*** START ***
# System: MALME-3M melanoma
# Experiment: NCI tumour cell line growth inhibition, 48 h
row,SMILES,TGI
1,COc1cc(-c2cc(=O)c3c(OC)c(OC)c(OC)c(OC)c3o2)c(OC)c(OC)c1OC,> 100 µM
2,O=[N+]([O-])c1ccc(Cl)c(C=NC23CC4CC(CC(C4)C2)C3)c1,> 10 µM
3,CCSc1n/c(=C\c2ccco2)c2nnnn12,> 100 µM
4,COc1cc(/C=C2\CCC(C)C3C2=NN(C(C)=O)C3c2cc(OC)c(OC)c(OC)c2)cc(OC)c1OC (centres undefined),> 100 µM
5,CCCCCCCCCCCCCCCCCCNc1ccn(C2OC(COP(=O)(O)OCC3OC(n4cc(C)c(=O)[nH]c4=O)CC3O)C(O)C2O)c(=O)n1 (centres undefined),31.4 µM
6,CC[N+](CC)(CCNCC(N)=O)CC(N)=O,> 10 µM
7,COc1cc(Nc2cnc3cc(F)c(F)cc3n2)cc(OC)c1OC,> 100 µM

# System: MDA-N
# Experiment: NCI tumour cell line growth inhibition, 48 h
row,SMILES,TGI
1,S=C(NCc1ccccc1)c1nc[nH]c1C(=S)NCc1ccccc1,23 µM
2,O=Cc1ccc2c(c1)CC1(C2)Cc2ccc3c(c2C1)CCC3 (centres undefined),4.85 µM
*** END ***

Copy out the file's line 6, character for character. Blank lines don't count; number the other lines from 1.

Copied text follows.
3,CCSc1n/c(=C\c2ccco2)c2nnnn12,> 100 µM